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During the past year, a number of lectures on the subject of slavery have been delivered in Boston before the Society and large audiences, by the Rev. Mr. Phelps, and an address by the Rev. Mr. May. These discourses were listened to with deep interest. Mr. Phelps's lectures have just been issued from the press. Professor Wright also had several public discussions with Mr. Finley, on the merits of the Colonization Society, which we believe had a beneficial influence on the public mind.
During the year the New-England Anti-Slavery Society, in connexion with the Young Men's Anti-Slavery Society of Boston, has commenced the formation of an Anti-Slavery Library, called the Wilberforce Library. A number of volumes have already been procured by donation and purchase. This institution will, it is believed, prove a powerful instrument in aid of
The most important measure of the Society during the year, was sending Mr. Garrison to England. The objects of this mission were to solicit aid for the Manual Labor School for Colored Children contemplated by the Society, and to expose the principles and measures of the Colonization Society. In both these objects, the mission has been abundantly successful. Funds to a considerable amount have, in consequence of Mr. Garrison's exertions, been collected for the school, since he left England. The whole amount to be expected from this source is not yet known, but it is supposed that two or three thousand dollars will be realized.
Mr. Garrison, by his public and private labors in England, succeeded in convincing almost all the leading abolitionists in that country, of the injustice and absurdity of the schemes of the Colonization Society. The Protest which he obtained signed by a number of distinguished abolitionists in Britain, deserves great attention in this country as the honest expression of opinion of able men, far removed from the prejudices which operate in the United States. One of the last acts of the long, unstained, and glorious life of the venerable Wilberforce, was putting his name to this protest. We mention this circumstance, because an attempt has been made to represent him as favoring the
Colonization Society, by publishing a letter of his to Elliott Cresson, which was written some time before, at a time when he had adopted favorable impressions in regard to the Society, which fuller information led him to reverse.
During the year, the Society has been deprived by death of its venerable and excellent President, John Kenrick, Esq.
He was a man of great benevolence and integrity. He had for many years before his death taken an active part in the antislavery cause.
• In the year 1816, he published a small volume compiled by himself, entitled the “ Horrors of Slavery.” This work is in two parts, the first chiefly composed of extracts from the speeches of British statesmen ; the second chiefly of extracts from American writers. It contains also an introduction and concluding remarks by the compiler. He printed 3000 copies of the work at his own expense, which he distributed chiefly among the members of Congress, and of the State Legislatures, and other persons in the Northern and Western States.'*
He was a liberal benefactor of our Society, having given donations to it to the amount of six hundred dollars, including two hundred and fifty dollars to the Manual Labor School.
We trust that the example of this active and devoted philanthropist will animate the surviving members of our Society to renewed exertions in the glorious cause in which they are engaged.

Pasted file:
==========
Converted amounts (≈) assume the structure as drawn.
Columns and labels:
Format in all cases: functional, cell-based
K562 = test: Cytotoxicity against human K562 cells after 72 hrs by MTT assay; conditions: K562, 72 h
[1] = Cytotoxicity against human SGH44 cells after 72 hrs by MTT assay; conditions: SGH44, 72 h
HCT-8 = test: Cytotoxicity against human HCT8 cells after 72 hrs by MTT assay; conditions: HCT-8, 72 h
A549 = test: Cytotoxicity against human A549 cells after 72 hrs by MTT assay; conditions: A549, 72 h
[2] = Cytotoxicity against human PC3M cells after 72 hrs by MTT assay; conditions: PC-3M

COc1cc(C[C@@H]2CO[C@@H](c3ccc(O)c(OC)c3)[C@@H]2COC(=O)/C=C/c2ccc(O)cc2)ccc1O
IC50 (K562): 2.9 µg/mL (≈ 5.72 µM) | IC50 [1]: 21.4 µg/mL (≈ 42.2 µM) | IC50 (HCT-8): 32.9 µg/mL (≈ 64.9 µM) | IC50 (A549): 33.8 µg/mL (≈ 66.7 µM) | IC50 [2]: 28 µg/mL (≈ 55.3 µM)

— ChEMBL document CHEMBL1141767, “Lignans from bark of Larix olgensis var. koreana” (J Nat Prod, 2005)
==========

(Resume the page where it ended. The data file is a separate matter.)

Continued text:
The friends of the abolition of slavery in this country have been far more active during the past year than at any previous period, and are now, undoubtedly, more numerous and powerful than they ever have been. One of the strongest evidences of this fact, is the number of new anti-slavery societies that have been formed. The following are those, accounts of the formation of which have fallen under our notice.
Maine.-Maine [Portland] Anti-Slavery Society; Bath do.; Waterville do.; Brunswick do.; Augusta do.; Hallowell do. ; Portland Female do.
NEW HAMPSHIRE.--Plymouth do. VERMONT.–Jamaica do.; Peacham do.; Cabot do.; Craftsbury do.; Waitsfield do.; Walden do.
MASSACHUSETTS.--Reading do.; Amherst College do.; Amesbury do.; Uxbridge do.; Lowell do.; Salem and Vicinity do.; Nantucket Colored
* From the Abolitionist.
do.; Boston Female do.; Reading Female do.; Amesbury Female do. ; Boston Young Men's Anti-Slavery Association; Waltham Anti-Slavery Society.
RHODE ISLAND.Providence do.; Pawtucket do.; Assonet do.
CONNECTICUT.-New Haven do.; Middletown do.; Plainfield and Vicinity do.; Pomfret do.
New York. New York City do.; Oneida Institute do.; Rochester do.; Rochester Female do.; Hudson Female do.
PennsyLVANIA.—Pittsburgh do.; Philadelphia Female do.
Oh10.-Vernon do.; New Garden do.; Medina do.; Western Reserve do.; Paint Valley do.; Lane Seminary do. Illinois.-Putnam County do.*
In addition to these, the last year has been rendered memorable by the formation of the American Anti-Slavery Society. This institution was formed by a Convention at Philadelphia under most favorable auspices. Its proceedings are already before the public. The Declaration signed by its members, which has been published, exhibits the holy resolution of martyrs. It is difficult to estimate the effect which this Society is to have on the great cause of abolition. The members of the Convention which formed it, coming from all parts of the country, and all devoted to the work on which they had entered, had their hopes animated and their zeal invigorated by the meeting. Most, we believe all, of those whom we have seen, regard it as one of the most delightful events of their lives. We believe that this Society is to have a permanent and powerful influence in our country, not only from the character of the men who have formed it, but also from the principles which they have embraced. The great truths that to hold slaves is a sin, and therefore that slavery ought immediately to be abolished, are the foundations on which the American Society rests.